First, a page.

There’s also banter this week. We say just a few words (for now) about the first season of DreamWorks’ Voltron: Legendary Defender, and we say way too many words about “adult” coloring books. Seriously, no one cares as much about these things as at least one of our hosts apparently does.
Next: we take a week off in a desperate attempt to prepare ourselves for the following week’s watch of director M. Night Shyamalan’s 2010 “masterpiece,” The Last Airbender. (We promise, The Legend of Korra Book Two is coming. Assuming we survive this.)
(Show notes for The Avatar Returns episode 28.)
Gobbledygeek episode 281, “The Glow of Vengeance,” is available for listening or download right here and on iTunes here.
One is born of Harlem; one is born of vengeance. One hopes to attain the Glow; one hopes to slake the bloodthirst of the mother she never met. For the latest Geek Challenge, Paul challenges Arlo to 1985’s Motown martial arts picture The Last Dragon, while Arlo challenges Paul to 1973’s Japanese exploitation classic Lady Snowblood. (The two films are obviously very similar.) As always, the boys learn more about each other and the differences in how they perceive the cinematic world. Arlo loves hilariously bad “anti-great” movies, so why does The Last Dragon leave him bored? Paul digs tales of otherworldly revenge, so what is it about Lady Snowblood that doesn’t quite click for him? Plus, before the usual disagreement, the boys concur in a brief, spoiler-free discussion of Yorgos Lanthimos’ The Lobster.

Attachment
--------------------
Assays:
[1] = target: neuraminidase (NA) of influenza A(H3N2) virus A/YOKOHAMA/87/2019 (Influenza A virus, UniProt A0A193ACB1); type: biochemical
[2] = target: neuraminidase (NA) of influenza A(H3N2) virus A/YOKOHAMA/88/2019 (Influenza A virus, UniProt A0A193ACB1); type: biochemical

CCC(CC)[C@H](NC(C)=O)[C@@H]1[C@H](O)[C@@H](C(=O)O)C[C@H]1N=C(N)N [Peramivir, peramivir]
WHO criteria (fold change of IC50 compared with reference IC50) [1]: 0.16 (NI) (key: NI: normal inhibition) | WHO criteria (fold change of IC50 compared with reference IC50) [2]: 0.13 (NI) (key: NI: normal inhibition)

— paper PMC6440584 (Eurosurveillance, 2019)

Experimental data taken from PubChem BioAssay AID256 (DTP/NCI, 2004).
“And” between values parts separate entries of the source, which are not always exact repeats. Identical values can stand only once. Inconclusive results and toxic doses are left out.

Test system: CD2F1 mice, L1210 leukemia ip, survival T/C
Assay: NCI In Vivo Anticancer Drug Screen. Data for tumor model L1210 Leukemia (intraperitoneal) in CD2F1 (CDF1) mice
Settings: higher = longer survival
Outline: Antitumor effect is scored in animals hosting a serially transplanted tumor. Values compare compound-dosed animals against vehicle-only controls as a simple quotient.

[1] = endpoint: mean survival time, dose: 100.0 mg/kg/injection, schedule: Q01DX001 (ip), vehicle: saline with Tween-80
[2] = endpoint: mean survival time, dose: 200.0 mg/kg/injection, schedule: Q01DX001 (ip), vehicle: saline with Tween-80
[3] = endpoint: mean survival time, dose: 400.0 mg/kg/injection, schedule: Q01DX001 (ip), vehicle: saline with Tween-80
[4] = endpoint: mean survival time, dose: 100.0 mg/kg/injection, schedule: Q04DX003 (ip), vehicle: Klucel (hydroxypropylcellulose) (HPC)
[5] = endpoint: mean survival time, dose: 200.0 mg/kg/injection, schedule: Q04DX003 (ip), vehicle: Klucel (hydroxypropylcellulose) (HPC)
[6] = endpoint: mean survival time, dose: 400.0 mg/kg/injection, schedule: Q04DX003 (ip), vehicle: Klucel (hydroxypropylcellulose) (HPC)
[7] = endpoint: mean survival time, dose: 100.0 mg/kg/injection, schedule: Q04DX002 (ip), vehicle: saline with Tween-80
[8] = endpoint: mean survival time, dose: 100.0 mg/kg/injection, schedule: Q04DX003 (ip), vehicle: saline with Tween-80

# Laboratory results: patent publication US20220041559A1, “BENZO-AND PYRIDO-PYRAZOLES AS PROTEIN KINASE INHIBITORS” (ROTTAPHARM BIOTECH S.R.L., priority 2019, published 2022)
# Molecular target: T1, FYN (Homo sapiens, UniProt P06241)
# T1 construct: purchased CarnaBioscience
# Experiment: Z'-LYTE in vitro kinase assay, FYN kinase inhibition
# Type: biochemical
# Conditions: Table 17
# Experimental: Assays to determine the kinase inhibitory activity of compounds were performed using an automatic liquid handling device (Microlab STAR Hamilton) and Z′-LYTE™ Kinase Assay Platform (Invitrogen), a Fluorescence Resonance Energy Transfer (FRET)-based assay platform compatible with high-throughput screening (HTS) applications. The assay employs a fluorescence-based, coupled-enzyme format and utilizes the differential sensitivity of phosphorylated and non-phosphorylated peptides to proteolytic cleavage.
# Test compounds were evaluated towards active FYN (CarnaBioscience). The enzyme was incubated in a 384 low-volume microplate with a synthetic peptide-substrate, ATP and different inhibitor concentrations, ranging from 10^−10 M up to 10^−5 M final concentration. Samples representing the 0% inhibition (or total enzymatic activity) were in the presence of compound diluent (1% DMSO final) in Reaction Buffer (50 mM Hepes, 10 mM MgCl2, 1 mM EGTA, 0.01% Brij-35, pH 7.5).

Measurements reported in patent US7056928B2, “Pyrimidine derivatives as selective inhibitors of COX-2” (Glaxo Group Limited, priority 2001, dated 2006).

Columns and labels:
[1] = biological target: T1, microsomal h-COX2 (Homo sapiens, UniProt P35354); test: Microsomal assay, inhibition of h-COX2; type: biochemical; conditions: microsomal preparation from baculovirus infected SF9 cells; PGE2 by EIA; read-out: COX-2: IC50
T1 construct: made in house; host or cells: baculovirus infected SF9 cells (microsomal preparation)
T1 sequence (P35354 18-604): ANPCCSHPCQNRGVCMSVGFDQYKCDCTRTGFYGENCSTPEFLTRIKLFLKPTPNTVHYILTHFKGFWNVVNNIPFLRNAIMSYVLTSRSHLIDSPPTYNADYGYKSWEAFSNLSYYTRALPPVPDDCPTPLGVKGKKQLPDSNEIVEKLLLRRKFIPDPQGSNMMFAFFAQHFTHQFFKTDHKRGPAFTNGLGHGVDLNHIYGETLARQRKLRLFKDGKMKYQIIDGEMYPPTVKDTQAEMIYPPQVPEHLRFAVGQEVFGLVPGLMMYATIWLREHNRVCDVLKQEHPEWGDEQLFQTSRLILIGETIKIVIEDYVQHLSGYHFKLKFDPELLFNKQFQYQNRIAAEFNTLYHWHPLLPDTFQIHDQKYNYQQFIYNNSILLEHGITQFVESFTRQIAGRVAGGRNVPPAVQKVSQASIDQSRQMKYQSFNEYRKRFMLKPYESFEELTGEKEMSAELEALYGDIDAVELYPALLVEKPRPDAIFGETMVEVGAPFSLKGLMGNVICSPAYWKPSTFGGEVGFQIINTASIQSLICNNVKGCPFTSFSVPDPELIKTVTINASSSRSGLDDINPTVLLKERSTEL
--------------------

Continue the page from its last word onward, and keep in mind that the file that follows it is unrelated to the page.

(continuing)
Next: the truth? Still out there. Continuing our sporadic discussion of Chris Carter’s seminal sci-fi series The X-Files, everybody’s favorite Brit Wesley “Wezzo” Mead stops by to chat season 2.
(Show notes for “The Glow of Vengeance.”)